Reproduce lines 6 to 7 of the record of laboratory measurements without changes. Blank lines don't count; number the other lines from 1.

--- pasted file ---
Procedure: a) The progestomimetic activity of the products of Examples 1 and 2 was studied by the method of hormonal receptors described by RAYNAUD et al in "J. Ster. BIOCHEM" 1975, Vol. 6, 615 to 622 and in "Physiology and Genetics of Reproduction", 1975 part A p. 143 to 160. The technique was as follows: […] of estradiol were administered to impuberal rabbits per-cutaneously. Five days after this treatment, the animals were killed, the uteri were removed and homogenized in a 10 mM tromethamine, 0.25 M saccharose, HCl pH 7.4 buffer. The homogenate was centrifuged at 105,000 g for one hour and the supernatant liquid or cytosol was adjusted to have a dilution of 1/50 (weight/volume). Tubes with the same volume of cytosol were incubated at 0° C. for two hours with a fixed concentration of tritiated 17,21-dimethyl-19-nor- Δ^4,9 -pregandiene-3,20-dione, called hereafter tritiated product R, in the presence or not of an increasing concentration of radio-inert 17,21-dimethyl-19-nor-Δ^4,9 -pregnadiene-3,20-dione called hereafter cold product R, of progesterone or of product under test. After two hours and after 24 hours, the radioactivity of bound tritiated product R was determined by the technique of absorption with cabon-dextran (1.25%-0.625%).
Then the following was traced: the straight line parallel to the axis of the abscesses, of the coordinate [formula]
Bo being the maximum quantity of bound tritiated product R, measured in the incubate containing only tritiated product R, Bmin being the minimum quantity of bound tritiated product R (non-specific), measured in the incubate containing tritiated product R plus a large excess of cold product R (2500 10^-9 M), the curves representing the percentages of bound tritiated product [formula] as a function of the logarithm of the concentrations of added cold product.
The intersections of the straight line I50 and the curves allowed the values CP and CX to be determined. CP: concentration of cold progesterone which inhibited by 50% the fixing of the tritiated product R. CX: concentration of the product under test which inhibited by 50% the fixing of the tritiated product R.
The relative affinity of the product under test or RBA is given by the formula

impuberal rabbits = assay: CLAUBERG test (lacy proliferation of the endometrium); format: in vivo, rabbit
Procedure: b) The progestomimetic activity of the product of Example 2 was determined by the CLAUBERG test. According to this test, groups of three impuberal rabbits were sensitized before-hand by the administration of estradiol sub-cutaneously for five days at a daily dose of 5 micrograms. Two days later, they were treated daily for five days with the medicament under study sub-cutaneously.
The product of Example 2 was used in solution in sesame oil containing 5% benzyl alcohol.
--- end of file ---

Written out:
impuberal rabbits = assay: CLAUBERG test (lacy proliferation of the endometrium); format: in vivo, rabbit
Procedure: b) The progestomimetic activity of the product of Example 2 was determined by the CLAUBERG test. According to this test, groups of three impuberal rabbits were sensitized before-hand by the administration of estradiol sub-cutaneously for five days at a daily dose of 5 micrograms. Two days later, they were treated daily for five days with the medicament under study sub-cutaneously.